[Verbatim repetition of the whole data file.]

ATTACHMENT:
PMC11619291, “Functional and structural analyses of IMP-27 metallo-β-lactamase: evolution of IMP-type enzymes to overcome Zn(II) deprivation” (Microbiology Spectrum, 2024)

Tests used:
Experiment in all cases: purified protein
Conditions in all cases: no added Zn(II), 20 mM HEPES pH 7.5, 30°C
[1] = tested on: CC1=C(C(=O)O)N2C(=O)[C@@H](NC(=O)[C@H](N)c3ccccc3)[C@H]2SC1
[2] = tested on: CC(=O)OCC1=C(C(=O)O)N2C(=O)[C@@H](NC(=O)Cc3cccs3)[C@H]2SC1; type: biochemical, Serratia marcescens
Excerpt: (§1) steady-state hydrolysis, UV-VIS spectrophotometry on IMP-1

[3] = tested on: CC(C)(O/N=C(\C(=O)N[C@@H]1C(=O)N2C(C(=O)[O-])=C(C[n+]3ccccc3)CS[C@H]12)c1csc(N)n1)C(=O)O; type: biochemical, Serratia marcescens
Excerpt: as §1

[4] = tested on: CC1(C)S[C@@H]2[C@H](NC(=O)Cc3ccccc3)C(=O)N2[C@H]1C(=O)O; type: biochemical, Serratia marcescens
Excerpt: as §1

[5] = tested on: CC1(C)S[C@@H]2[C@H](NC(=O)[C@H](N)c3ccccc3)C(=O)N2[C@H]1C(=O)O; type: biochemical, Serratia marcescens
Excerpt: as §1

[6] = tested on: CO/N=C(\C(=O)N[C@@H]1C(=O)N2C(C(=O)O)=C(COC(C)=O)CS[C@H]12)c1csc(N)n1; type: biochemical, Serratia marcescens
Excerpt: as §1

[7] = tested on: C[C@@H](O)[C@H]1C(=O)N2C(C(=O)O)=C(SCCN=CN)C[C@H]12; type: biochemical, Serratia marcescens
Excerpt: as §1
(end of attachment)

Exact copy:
PMC11619291, “Functional and structural analyses of IMP-27 metallo-β-lactamase: evolution of IMP-type enzymes to overcome Zn(II) deprivation” (Microbiology Spectrum, 2024)

Tests used:
Experiment in all cases: purified protein
Conditions in all cases: no added Zn(II), 20 mM HEPES pH 7.5, 30°C
[1] = tested on: CC1=C(C(=O)O)N2C(=O)[C@@H](NC(=O)[C@H](N)c3ccccc3)[C@H]2SC1
[2] = tested on: CC(=O)OCC1=C(C(=O)O)N2C(=O)[C@@H](NC(=O)Cc3cccs3)[C@H]2SC1; type: biochemical, Serratia marcescens
Excerpt: (§1) steady-state hydrolysis, UV-VIS spectrophotometry on IMP-1

[3] = tested on: CC(C)(O/N=C(\C(=O)N[C@@H]1C(=O)N2C(C(=O)[O-])=C(C[n+]3ccccc3)CS[C@H]12)c1csc(N)n1)C(=O)O; type: biochemical, Serratia marcescens
Excerpt: as §1

[4] = tested on: CC1(C)S[C@@H]2[C@H](NC(=O)Cc3ccccc3)C(=O)N2[C@H]1C(=O)O; type: biochemical, Serratia marcescens
Excerpt: as §1

[5] = tested on: CC1(C)S[C@@H]2[C@H](NC(=O)[C@H](N)c3ccccc3)C(=O)N2[C@H]1C(=O)O; type: biochemical, Serratia marcescens
Excerpt: as §1

[6] = tested on: CO/N=C(\C(=O)N[C@@H]1C(=O)N2C(C(=O)O)=C(COC(C)=O)CS[C@H]12)c1csc(N)n1; type: biochemical, Serratia marcescens
Excerpt: as §1

[7] = tested on: C[C@@H](O)[C@H]1C(=O)N2C(C(=O)O)=C(SCCN=CN)C[C@H]12; type: biochemical, Serratia marcescens
Excerpt: as §1